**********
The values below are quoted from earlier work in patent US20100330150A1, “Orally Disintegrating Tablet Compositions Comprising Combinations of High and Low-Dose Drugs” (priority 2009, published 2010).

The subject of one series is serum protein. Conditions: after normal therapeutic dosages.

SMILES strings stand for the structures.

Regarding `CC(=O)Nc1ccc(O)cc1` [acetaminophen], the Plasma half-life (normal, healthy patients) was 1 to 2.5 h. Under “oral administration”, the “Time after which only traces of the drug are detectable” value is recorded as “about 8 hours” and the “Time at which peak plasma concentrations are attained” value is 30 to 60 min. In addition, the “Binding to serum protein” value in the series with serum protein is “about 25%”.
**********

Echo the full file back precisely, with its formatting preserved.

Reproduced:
The values below are quoted from earlier work in patent US20100330150A1, “Orally Disintegrating Tablet Compositions Comprising Combinations of High and Low-Dose Drugs” (priority 2009, published 2010).

The subject of one series is serum protein. Conditions: after normal therapeutic dosages.

SMILES strings stand for the structures.

Regarding `CC(=O)Nc1ccc(O)cc1` [acetaminophen], the Plasma half-life (normal, healthy patients) was 1 to 2.5 h. Under “oral administration”, the “Time after which only traces of the drug are detectable” value is recorded as “about 8 hours” and the “Time at which peak plasma concentrations are attained” value is 30 to 60 min. In addition, the “Binding to serum protein” value in the series with serum protein is “about 25%”.